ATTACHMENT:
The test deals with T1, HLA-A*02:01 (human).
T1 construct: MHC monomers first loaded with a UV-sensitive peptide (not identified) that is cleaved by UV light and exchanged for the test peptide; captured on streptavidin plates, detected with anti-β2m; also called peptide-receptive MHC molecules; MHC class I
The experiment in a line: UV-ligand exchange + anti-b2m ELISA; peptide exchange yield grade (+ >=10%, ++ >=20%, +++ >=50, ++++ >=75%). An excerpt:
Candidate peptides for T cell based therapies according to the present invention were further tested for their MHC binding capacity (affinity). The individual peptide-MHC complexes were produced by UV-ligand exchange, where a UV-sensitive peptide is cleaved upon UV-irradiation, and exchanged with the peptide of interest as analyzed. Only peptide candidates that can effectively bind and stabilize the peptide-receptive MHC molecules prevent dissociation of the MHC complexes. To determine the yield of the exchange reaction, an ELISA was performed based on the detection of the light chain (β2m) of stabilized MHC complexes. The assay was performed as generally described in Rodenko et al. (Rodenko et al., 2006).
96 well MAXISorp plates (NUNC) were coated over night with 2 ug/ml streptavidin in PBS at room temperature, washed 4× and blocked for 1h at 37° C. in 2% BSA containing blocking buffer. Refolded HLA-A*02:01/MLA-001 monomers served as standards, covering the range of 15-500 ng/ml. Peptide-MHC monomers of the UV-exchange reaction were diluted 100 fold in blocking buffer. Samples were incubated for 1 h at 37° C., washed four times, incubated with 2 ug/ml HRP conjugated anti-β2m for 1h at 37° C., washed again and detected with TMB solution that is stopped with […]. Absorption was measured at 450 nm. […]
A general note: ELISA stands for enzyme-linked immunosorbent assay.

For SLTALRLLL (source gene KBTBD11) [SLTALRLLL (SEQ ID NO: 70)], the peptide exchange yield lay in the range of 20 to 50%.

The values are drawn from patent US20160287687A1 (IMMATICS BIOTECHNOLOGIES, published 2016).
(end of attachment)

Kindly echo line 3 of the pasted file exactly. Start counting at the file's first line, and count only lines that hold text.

The experiment in a line: UV-ligand exchange + anti-b2m ELISA; peptide exchange yield grade (+ >=10%, ++ >=20%, +++ >=50, ++++ >=75%). An excerpt: